New developments in the understanding of cerebral vasoregulation and vasospasm: the endothelin-nitric oxide network
Hannelore Ehrenreich, MD, DVMAddress reprint requests to H.E., Departments of Neurology and Psychiatry and Max Planck Institute of Experimental Medicine, von-Siebold-Straße 5, D-37075, Göttingen, Germany.
L. Schilling, MD
Endothelins, which are powerful vasoconstrictors, and nitric oxide, which is a powerful vasodilator, together form a balanced system that regulates blood flow in the brain and in other organs. Ongoing research may yield new drugs that act on this system to prevent or reverse cerebral vasospasm in subarachnoid hemorrhage and other conditions.KEY POINTS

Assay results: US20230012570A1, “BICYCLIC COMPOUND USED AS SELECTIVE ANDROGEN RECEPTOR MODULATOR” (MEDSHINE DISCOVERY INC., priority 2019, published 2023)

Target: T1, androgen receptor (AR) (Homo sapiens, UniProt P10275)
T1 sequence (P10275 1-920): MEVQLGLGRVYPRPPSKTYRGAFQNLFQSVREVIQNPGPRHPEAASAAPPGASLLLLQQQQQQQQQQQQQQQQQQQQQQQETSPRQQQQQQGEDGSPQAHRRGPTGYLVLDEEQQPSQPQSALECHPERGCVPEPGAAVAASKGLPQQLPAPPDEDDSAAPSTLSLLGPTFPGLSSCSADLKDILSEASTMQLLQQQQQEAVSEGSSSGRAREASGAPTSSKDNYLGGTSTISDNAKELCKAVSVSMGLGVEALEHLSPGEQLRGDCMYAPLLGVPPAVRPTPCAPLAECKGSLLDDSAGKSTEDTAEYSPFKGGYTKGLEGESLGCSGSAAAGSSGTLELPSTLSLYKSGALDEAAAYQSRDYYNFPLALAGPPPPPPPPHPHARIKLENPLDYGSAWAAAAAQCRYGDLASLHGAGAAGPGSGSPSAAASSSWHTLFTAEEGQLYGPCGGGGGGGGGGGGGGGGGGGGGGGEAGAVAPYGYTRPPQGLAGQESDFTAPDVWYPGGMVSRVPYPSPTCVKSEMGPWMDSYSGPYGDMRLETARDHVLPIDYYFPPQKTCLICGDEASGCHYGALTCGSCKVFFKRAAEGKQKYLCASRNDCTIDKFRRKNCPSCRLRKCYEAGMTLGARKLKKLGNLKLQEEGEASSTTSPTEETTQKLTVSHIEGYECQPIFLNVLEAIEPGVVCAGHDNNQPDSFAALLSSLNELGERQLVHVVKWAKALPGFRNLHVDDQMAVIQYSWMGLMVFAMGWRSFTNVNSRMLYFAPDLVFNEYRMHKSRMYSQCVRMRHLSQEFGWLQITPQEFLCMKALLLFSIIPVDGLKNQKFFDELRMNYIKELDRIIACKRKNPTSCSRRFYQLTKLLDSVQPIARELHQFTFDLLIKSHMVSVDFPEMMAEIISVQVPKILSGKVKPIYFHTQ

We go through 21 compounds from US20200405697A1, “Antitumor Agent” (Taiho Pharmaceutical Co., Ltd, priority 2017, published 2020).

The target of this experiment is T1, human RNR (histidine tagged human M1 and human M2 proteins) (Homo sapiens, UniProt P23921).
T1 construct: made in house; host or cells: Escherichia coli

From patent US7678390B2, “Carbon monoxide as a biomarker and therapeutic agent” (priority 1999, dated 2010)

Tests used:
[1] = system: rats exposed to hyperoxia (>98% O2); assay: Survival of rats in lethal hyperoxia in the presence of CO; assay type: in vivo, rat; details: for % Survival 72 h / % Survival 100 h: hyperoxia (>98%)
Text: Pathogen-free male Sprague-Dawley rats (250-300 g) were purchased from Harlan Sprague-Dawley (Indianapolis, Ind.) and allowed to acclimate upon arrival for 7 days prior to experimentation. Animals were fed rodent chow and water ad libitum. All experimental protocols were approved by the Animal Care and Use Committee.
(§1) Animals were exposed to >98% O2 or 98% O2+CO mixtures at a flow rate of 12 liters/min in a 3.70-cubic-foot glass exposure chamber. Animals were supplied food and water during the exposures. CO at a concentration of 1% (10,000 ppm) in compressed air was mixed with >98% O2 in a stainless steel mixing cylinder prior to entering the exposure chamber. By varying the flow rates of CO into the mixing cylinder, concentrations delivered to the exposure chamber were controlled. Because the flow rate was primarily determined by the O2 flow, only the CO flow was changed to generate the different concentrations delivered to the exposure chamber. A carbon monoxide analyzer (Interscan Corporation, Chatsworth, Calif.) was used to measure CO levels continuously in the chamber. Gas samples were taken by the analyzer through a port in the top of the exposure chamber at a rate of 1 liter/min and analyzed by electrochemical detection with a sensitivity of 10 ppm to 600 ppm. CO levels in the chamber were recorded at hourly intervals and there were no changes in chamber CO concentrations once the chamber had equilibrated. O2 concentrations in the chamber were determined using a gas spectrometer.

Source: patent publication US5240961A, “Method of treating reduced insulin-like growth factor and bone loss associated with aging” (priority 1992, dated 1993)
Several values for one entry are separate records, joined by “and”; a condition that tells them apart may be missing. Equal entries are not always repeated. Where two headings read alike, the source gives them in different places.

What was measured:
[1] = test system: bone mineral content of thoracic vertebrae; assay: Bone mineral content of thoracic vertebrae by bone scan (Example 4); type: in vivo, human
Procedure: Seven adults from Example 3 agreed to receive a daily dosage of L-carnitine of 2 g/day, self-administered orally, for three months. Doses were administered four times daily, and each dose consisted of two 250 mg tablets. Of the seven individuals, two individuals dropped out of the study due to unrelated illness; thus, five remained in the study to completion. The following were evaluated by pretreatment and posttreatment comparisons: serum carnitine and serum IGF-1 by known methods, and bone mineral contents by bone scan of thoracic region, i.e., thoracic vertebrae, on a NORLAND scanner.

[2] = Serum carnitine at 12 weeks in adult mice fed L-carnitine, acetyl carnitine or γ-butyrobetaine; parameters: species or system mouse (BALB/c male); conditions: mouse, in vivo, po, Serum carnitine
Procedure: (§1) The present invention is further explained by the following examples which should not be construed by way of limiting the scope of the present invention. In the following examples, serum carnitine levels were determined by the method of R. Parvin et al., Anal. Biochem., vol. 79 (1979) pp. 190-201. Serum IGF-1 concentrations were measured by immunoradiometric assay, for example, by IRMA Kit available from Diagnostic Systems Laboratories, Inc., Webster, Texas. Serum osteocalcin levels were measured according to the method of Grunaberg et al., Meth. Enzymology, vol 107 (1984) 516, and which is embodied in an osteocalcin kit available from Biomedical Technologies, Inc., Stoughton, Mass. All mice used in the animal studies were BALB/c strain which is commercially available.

Many compounds are involved in cerebral vasoregulation under physiologic and pathologic conditions; of these, endothelins and nitric oxide have attracted considerable attention over the last several years. Endothelins and nitric oxide differ in chemical structure and pharmacological properties: endothelins are potent vasoconstrictor peptides consisting of 21 amino acids; nitric oxide is a free radical with a half-life of only a few seconds and exerts powerful vasodilatory effects. Both are produced by a number of cell types in the brain and interact at various levels to profoundly influence cerebral vessel function.